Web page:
Chewa Medical Botany

ab 71,90 

Brian Morris

A Study of Herbalism in Southern Malawi Part 1: The Herbalist Tradition; Part 2: Medicinal Plants of Malawi, co-author Jerome D. Msonthi

ISBN 978-3-8258-2637-6
Band-Nr. 2
Jahr 1995
Seiten 560
Bindung gebunden
Reihe Monographs from the International African Institute (London)


Although it rarely receives the attention it deserves from
anthropologists, medical herbalism is perhaps the most
widespread and most ancient form of therapy. This book
describes in detail one such herbalist tradition, that found
in southern Malawi. Offering the first comprehensive
examination of medical herbalism in Malawi, this study
combines anthropological and botanical insights into medical
The book is divided into two parts: the first outlines the
ethnographic context of the herbalist tradition with
discussion of Chewa ethnobotany and the local classification
of plants; the various categories of medicine that are
expressed in the local culture; the nature and scope of folk
herbalism, its practitioners and its relation to
biomedicine; local conceptions of disease; and beliefs
relating to witchcraft and divination. The second part,
which incorporates the researches of a Malawian chemist, Dr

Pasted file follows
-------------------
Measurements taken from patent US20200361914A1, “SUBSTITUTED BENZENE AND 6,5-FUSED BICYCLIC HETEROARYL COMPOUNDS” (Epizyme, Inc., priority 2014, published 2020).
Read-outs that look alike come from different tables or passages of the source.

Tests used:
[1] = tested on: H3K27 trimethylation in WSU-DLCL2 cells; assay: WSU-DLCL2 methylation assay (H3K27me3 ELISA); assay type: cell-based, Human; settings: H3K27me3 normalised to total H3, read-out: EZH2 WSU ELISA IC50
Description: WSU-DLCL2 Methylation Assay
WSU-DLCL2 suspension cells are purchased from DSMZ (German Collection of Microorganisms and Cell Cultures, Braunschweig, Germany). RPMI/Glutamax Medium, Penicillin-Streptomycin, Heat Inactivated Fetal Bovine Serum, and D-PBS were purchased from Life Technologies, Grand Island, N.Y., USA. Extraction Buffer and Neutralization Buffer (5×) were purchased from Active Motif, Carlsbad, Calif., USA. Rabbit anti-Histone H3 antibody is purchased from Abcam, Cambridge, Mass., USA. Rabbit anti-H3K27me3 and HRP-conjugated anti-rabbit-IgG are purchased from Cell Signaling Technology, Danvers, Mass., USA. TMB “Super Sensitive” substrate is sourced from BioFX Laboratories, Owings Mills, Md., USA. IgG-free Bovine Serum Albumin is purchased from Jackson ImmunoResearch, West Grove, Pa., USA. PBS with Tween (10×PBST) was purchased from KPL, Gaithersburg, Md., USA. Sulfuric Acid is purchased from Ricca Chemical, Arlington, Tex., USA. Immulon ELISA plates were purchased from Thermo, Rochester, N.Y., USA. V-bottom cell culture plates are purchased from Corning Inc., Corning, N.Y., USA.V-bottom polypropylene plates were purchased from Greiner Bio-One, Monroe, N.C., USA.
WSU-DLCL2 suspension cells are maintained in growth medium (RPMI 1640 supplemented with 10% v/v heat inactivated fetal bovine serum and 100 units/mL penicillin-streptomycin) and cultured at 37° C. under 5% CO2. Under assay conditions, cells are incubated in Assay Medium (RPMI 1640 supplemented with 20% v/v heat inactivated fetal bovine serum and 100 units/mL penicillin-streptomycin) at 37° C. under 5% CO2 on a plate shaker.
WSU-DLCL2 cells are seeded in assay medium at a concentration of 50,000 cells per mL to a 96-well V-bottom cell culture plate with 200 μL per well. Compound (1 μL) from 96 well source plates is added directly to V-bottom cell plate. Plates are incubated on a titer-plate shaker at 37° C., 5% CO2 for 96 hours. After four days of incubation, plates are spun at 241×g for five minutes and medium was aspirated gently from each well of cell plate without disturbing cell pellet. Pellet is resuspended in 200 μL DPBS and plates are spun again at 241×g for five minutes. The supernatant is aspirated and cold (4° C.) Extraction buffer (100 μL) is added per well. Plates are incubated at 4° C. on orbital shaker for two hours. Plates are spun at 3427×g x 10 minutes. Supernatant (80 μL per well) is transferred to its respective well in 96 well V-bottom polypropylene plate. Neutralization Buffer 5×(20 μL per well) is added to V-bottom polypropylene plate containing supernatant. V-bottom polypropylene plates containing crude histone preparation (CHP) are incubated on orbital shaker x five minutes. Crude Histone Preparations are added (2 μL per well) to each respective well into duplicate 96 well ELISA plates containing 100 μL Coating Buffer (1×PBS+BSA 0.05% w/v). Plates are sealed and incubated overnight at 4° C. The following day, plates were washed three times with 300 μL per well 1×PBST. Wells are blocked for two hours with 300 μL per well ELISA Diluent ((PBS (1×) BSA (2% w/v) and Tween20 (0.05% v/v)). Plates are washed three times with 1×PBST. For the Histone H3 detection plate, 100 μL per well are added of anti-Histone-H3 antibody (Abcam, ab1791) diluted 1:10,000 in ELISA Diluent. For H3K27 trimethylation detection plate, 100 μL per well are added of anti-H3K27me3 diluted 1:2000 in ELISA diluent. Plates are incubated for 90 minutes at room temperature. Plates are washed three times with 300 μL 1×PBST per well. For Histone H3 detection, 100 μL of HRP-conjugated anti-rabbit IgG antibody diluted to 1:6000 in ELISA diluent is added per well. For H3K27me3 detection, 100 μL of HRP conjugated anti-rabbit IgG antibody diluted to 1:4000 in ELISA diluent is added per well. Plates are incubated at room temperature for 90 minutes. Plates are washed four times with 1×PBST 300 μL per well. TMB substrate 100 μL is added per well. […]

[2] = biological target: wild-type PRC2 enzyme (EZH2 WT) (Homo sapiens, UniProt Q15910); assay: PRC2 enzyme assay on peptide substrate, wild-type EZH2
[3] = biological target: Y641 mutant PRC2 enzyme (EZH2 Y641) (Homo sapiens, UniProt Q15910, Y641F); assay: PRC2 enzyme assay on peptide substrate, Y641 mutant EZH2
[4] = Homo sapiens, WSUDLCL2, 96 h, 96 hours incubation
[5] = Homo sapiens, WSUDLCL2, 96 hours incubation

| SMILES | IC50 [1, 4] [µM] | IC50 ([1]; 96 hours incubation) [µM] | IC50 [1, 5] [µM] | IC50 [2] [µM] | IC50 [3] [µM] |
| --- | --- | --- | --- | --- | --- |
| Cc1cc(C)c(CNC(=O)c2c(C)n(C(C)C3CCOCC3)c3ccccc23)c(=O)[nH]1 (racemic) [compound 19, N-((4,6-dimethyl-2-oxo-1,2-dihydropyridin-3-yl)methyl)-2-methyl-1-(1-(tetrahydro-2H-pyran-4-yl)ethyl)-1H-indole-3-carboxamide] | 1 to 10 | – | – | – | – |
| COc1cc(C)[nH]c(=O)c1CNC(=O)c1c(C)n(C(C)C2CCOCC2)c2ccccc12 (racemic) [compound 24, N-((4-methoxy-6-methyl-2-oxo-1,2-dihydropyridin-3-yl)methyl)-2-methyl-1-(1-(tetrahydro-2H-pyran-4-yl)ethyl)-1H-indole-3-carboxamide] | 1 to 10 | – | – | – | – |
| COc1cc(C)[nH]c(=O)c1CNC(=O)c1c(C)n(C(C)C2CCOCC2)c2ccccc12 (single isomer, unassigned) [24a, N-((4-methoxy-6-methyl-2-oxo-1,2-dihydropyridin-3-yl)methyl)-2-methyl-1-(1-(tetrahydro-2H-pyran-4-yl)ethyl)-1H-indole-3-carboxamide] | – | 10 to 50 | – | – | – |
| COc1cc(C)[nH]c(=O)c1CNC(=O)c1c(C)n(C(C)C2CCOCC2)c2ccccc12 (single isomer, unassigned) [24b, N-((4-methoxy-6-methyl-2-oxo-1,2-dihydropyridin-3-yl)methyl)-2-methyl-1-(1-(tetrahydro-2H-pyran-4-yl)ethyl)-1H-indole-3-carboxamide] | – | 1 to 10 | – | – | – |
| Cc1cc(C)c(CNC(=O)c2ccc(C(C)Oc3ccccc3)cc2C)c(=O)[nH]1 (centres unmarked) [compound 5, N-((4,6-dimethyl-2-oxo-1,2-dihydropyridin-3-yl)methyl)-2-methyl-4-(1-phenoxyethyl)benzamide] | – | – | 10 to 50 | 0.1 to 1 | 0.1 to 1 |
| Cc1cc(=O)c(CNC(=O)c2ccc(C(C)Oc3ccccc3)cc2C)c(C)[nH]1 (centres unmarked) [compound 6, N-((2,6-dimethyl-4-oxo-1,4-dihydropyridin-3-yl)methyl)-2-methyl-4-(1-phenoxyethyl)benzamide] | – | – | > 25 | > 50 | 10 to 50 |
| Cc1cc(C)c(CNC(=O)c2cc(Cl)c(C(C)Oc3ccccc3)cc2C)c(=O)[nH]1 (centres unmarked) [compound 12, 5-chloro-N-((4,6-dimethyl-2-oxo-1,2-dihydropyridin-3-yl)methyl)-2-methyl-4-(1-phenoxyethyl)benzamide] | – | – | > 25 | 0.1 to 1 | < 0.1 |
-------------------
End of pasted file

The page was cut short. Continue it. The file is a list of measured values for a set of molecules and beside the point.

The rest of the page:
Jerome Msonthi, contains detailed information on over 500
Malawian plants with notes on their local names,
distribution, botanical descriptions and various medicinal

Brian Morris is Reader in Anthropology at
Goldsmiths College, University of London, and has spent many
years working and researching in Malawi. He has written a
number of books on the anthropology of religion and the
self, which are widely used as teaching texts, as well as
Epiphyric Orchids of Malawi (1970) and Common
Mushrooms of Malawi (1987).
Jerome Msonthi, who collaborated in the provision of data
incorporated in Part Two, is Dean of Science at Chancellor
College, University of Malawi. He has a life-long interest
in the medicinal plants of Malawi, and has published many
scientific papers in the field of phyto-chemistry.